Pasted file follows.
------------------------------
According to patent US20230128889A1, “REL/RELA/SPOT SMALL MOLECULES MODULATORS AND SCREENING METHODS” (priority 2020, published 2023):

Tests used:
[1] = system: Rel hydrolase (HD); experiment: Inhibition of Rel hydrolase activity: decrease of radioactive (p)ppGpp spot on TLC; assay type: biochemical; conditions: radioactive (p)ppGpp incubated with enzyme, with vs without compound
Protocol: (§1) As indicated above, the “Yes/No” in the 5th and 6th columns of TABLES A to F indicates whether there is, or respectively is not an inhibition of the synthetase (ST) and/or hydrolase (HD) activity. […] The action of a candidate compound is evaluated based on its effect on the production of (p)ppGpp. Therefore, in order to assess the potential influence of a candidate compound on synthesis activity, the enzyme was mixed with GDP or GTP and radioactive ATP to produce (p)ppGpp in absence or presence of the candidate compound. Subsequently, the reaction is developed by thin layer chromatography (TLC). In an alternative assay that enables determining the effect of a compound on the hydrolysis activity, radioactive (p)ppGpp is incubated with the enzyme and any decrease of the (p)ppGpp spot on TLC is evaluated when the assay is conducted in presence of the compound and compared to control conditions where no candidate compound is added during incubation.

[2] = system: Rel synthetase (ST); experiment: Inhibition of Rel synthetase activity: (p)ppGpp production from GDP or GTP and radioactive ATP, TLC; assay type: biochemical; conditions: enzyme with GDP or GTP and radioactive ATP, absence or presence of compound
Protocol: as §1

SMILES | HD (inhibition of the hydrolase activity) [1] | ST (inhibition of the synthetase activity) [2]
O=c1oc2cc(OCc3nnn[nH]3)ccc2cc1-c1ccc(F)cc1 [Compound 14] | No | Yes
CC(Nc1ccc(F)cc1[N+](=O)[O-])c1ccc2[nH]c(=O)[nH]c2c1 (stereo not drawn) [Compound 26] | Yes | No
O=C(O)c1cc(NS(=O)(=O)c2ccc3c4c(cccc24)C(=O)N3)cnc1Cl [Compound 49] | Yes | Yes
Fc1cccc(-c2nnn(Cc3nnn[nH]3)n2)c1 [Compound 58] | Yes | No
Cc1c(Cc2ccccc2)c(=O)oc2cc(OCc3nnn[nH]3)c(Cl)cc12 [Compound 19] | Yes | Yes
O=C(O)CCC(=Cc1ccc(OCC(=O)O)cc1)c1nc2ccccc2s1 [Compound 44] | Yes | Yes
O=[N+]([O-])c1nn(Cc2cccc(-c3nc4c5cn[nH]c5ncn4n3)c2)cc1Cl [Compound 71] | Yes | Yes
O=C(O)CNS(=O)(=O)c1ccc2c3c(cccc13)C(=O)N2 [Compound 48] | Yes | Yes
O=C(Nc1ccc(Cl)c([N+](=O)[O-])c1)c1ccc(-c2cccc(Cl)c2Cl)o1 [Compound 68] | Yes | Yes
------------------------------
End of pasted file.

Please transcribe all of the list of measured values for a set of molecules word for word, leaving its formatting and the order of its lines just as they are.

According to patent US20230128889A1, “REL/RELA/SPOT SMALL MOLECULES MODULATORS AND SCREENING METHODS” (priority 2020, published 2023):

Tests used:
[1] = system: Rel hydrolase (HD); experiment: Inhibition of Rel hydrolase activity: decrease of radioactive (p)ppGpp spot on TLC; assay type: biochemical; conditions: radioactive (p)ppGpp incubated with enzyme, with vs without compound
Protocol: (§1) As indicated above, the “Yes/No” in the 5th and 6th columns of TABLES A to F indicates whether there is, or respectively is not an inhibition of the synthetase (ST) and/or hydrolase (HD) activity. […] The action of a candidate compound is evaluated based on its effect on the production of (p)ppGpp. Therefore, in order to assess the potential influence of a candidate compound on synthesis activity, the enzyme was mixed with GDP or GTP and radioactive ATP to produce (p)ppGpp in absence or presence of the candidate compound. Subsequently, the reaction is developed by thin layer chromatography (TLC). In an alternative assay that enables determining the effect of a compound on the hydrolysis activity, radioactive (p)ppGpp is incubated with the enzyme and any decrease of the (p)ppGpp spot on TLC is evaluated when the assay is conducted in presence of the compound and compared to control conditions where no candidate compound is added during incubation.

[2] = system: Rel synthetase (ST); experiment: Inhibition of Rel synthetase activity: (p)ppGpp production from GDP or GTP and radioactive ATP, TLC; assay type: biochemical; conditions: enzyme with GDP or GTP and radioactive ATP, absence or presence of compound
Protocol: as §1

SMILES | HD (inhibition of the hydrolase activity) [1] | ST (inhibition of the synthetase activity) [2]
O=c1oc2cc(OCc3nnn[nH]3)ccc2cc1-c1ccc(F)cc1 [Compound 14] | No | Yes
CC(Nc1ccc(F)cc1[N+](=O)[O-])c1ccc2[nH]c(=O)[nH]c2c1 (stereo not drawn) [Compound 26] | Yes | No
O=C(O)c1cc(NS(=O)(=O)c2ccc3c4c(cccc24)C(=O)N3)cnc1Cl [Compound 49] | Yes | Yes
Fc1cccc(-c2nnn(Cc3nnn[nH]3)n2)c1 [Compound 58] | Yes | No
Cc1c(Cc2ccccc2)c(=O)oc2cc(OCc3nnn[nH]3)c(Cl)cc12 [Compound 19] | Yes | Yes
O=C(O)CCC(=Cc1ccc(OCC(=O)O)cc1)c1nc2ccccc2s1 [Compound 44] | Yes | Yes
O=[N+]([O-])c1nn(Cc2cccc(-c3nc4c5cn[nH]c5ncn4n3)c2)cc1Cl [Compound 71] | Yes | Yes
O=C(O)CNS(=O)(=O)c1ccc2c3c(cccc13)C(=O)N2 [Compound 48] | Yes | Yes
O=C(Nc1ccc(Cl)c([N+](=O)[O-])c1)c1ccc(-c2cccc(Cl)c2Cl)o1 [Compound 68] | Yes | Yes